Samacheer Kalvi 9th Science Solutions Chapter 24 Pdf

Samacheer Kalvi 9th Science Solutions Chapter 24 Pdf

Tamilnadu Board Samacheer Kalvi 9th Science Solutions Chapter 24: Tamilnadu State Board Solution Class 9 Science Chapter 24 – ENVIRONMENTAL SCIENCE.

Samacheer Kalvi 9th Science Solutions Chapter 24: Overview

Board

Samacheer Kalvi
Class

9

Subject

Science
Chapter

24

Chapter Name

ENVIRONMENTAL SCIENCE

Samacheer Kalvi 9th Science Solutions Chapter 24 Pdf

 

Chapter 24
Environmental science

 

I. Choose the correct answer.

 

1.) All the factors of biosphere which affect the ability of organisms to survive and reproduce are called as ___________________.

  • a. biological factors
  • b. abiotic factors
  • c. biotic factors
  • d. physical factors

Ans: b. abiotic factors
Because, Abiotic or nonliving factors which includes all factors like temperature, pressure, water, soil, air and sunlight which affects the ability of organisms to survive and reproduce.

2.) The ice sheets from the north and south poles and the icecaps on the mountains, get converted into water vapour through the process of__________________.

  • a. evaporation
  • b. condensation
  • c. sublimation
  • d. infiltration

Ans: c. sublimation
Because, It the process in which solid is directly converted into gas, without passing through intermediate liquid phase. Ice sheets and ice caps from north and south poles, and icecaps on mountains get converted into water vapour directly, without converting into liquid.

3.) The atmospheric carbon dioxide enters into the plants through the process of _______________.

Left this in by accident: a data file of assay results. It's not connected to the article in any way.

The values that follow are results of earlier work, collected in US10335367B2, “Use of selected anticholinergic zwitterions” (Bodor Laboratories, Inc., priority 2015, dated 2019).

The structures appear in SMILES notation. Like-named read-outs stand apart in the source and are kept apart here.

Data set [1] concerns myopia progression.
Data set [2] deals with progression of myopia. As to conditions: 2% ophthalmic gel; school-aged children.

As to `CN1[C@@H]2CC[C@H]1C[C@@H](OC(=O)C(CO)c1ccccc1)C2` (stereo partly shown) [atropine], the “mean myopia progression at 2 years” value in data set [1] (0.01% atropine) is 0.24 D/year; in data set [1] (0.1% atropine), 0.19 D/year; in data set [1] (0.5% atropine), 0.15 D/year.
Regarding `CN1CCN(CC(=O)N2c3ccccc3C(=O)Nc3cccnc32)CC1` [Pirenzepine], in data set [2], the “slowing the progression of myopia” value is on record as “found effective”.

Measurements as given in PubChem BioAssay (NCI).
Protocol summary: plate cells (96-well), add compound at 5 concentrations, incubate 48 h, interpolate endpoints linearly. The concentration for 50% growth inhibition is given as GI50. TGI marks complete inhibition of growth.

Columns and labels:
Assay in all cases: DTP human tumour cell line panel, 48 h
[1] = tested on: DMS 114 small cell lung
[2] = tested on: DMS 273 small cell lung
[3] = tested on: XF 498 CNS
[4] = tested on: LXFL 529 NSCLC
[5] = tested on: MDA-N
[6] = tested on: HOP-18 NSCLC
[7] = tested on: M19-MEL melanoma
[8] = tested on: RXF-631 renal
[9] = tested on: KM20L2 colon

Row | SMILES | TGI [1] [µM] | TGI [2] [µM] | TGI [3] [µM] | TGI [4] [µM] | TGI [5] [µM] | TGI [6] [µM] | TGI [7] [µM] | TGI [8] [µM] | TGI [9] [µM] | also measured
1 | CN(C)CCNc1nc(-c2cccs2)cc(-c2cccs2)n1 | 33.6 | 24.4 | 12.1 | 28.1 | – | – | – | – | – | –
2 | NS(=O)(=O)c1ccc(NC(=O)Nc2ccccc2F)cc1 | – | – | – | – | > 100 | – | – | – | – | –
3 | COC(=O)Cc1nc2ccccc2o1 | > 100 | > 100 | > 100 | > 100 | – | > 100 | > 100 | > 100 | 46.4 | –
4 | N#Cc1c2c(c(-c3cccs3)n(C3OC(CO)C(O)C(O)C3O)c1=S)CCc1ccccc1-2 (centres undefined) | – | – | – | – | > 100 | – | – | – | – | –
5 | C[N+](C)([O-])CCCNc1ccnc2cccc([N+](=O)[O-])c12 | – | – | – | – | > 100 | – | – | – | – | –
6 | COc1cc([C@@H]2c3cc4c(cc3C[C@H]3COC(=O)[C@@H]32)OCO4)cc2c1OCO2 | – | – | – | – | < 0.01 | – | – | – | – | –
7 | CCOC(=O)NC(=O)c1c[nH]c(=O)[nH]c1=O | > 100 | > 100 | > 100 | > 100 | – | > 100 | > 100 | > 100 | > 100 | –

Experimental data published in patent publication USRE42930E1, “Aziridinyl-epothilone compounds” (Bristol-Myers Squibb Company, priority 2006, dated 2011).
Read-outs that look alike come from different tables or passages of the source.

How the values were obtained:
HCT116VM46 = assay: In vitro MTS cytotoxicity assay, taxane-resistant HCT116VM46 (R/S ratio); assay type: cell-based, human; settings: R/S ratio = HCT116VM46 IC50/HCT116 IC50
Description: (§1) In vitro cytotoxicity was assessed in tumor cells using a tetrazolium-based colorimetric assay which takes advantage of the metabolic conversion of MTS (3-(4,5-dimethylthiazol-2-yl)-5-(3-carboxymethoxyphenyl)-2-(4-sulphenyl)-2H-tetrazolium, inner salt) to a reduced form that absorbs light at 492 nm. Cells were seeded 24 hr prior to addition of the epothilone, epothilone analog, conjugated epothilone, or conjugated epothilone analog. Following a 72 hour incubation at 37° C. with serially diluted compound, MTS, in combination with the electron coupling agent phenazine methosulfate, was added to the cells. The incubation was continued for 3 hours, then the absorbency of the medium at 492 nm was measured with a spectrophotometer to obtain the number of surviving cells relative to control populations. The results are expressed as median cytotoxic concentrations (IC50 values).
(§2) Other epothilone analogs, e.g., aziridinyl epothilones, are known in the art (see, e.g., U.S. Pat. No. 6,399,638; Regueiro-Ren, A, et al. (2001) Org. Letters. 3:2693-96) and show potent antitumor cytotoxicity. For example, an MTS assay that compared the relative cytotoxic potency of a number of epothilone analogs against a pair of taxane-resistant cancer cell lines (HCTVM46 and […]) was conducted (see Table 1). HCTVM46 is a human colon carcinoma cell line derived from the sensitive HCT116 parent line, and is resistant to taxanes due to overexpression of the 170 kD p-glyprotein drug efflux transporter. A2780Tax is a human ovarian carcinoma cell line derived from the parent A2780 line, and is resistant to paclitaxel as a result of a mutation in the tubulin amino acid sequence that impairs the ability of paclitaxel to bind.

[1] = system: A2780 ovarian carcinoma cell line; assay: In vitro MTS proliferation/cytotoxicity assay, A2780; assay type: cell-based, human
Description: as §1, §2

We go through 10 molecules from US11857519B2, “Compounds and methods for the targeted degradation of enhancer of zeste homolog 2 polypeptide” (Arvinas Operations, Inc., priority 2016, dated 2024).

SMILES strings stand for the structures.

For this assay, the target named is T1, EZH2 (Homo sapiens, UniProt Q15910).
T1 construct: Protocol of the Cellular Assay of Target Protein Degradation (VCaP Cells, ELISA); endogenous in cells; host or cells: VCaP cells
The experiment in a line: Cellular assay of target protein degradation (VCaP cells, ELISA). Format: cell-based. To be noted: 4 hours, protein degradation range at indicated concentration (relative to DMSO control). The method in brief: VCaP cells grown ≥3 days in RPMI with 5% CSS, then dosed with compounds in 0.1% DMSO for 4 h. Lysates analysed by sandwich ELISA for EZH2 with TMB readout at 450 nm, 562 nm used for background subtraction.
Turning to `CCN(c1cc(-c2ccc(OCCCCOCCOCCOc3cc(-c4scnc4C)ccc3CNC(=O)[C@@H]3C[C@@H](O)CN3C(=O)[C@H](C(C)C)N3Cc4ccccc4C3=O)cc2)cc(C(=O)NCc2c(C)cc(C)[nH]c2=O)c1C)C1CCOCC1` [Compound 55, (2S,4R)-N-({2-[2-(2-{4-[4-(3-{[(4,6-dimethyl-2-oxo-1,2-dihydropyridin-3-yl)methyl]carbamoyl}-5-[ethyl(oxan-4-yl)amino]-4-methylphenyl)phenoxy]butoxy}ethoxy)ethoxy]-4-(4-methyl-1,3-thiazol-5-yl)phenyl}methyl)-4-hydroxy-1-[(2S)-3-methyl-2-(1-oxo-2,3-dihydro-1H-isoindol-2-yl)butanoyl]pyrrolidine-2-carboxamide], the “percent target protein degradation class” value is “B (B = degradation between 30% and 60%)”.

• a. photosynthesis
  • b. assimilation
  • c. respiration
  • d. decomposition

Ans: a. photosynthesis
Because, the atmospheric carbon dioxide enters into the plants through the process of photosynthesis to form carbohydrates.

 

4.) Increased amount of _______________ in the atmosphere, results in greenhouse effect and global warming

  • a. carbon monoxide
  • b. sulphur dioxide
  • c. nitrogen dioxide
  • d. carbon dioxide

Ans: d. carbon dioxide
Because, carbon dioxide is a greenhouse gas and due to the increase in the amount of carbon dioxide, earth becomes warmer and leads to greenhouse effect and global warming.

 

II. Match the following.

Ans:
1. Nitrosomonas: Ammonification
2. Azotobacter: Denitrification
3. Pseudomonas species: Nitrogen fixation
4. Putrefying bacteria: Nitrification

 

III. State whether true or false. If false, correct the statement.

1.) Nitrogen is a greenhouse gas.
Ans: false
Correct statement: Carbon dioxide is the greenhouse gas.

Because, carbon dioxide is a greenhouse gas and due to the increase in the amount of carbon dioxide, earth becomes warmer and leads to greenhouse effect and global warming.

 

2.) Poorly developed root is an adaptation of mesophytes.
Ans:False
Correct statement: The roots of mesophytes are well developed and are provided with root caps.

3.) Bats are the only mammals that can fly.
Ans: True

 

4.) Earthworms use the remarkable high frequency system called echoes.